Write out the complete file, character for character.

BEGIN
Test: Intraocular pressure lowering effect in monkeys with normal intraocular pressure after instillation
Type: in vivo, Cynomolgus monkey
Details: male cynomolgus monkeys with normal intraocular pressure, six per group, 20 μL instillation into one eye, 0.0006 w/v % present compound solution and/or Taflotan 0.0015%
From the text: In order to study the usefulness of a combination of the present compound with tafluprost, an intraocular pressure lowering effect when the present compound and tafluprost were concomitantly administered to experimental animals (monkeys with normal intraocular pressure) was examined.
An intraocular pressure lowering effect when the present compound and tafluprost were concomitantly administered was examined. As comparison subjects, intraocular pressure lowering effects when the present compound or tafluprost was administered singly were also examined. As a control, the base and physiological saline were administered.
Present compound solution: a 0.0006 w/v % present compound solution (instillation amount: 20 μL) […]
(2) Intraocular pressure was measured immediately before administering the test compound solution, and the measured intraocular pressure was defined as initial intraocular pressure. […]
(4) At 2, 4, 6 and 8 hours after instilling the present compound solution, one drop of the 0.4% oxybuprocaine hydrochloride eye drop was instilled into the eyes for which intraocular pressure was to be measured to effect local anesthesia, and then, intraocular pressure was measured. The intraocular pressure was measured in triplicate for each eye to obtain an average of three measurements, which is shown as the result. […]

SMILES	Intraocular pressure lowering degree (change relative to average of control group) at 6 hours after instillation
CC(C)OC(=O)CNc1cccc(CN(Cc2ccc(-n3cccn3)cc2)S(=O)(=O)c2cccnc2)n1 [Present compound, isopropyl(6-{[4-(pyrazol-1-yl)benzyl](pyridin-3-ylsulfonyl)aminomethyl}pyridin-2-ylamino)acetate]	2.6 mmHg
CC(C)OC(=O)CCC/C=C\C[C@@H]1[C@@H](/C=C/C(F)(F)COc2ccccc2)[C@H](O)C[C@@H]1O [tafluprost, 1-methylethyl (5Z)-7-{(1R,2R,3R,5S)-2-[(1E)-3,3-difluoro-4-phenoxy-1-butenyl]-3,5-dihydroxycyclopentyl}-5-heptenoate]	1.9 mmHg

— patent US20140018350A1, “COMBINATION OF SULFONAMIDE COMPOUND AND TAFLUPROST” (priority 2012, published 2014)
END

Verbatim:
Test: Intraocular pressure lowering effect in monkeys with normal intraocular pressure after instillation
Type: in vivo, Cynomolgus monkey
Details: male cynomolgus monkeys with normal intraocular pressure, six per group, 20 μL instillation into one eye, 0.0006 w/v % present compound solution and/or Taflotan 0.0015%
From the text: In order to study the usefulness of a combination of the present compound with tafluprost, an intraocular pressure lowering effect when the present compound and tafluprost were concomitantly administered to experimental animals (monkeys with normal intraocular pressure) was examined.
An intraocular pressure lowering effect when the present compound and tafluprost were concomitantly administered was examined. As comparison subjects, intraocular pressure lowering effects when the present compound or tafluprost was administered singly were also examined. As a control, the base and physiological saline were administered.
Present compound solution: a 0.0006 w/v % present compound solution (instillation amount: 20 μL) […]
(2) Intraocular pressure was measured immediately before administering the test compound solution, and the measured intraocular pressure was defined as initial intraocular pressure. […]
(4) At 2, 4, 6 and 8 hours after instilling the present compound solution, one drop of the 0.4% oxybuprocaine hydrochloride eye drop was instilled into the eyes for which intraocular pressure was to be measured to effect local anesthesia, and then, intraocular pressure was measured. The intraocular pressure was measured in triplicate for each eye to obtain an average of three measurements, which is shown as the result. […]

SMILES	Intraocular pressure lowering degree (change relative to average of control group) at 6 hours after instillation
CC(C)OC(=O)CNc1cccc(CN(Cc2ccc(-n3cccn3)cc2)S(=O)(=O)c2cccnc2)n1 [Present compound, isopropyl(6-{[4-(pyrazol-1-yl)benzyl](pyridin-3-ylsulfonyl)aminomethyl}pyridin-2-ylamino)acetate]	2.6 mmHg
CC(C)OC(=O)CCC/C=C\C[C@@H]1[C@@H](/C=C/C(F)(F)COc2ccccc2)[C@H](O)C[C@@H]1O [tafluprost, 1-methylethyl (5Z)-7-{(1R,2R,3R,5S)-2-[(1E)-3,3-difluoro-4-phenoxy-1-butenyl]-3,5-dihydroxycyclopentyl}-5-heptenoate]	1.9 mmHg

— patent US20140018350A1, “COMBINATION OF SULFONAMIDE COMPOUND AND TAFLUPROST” (priority 2012, published 2014)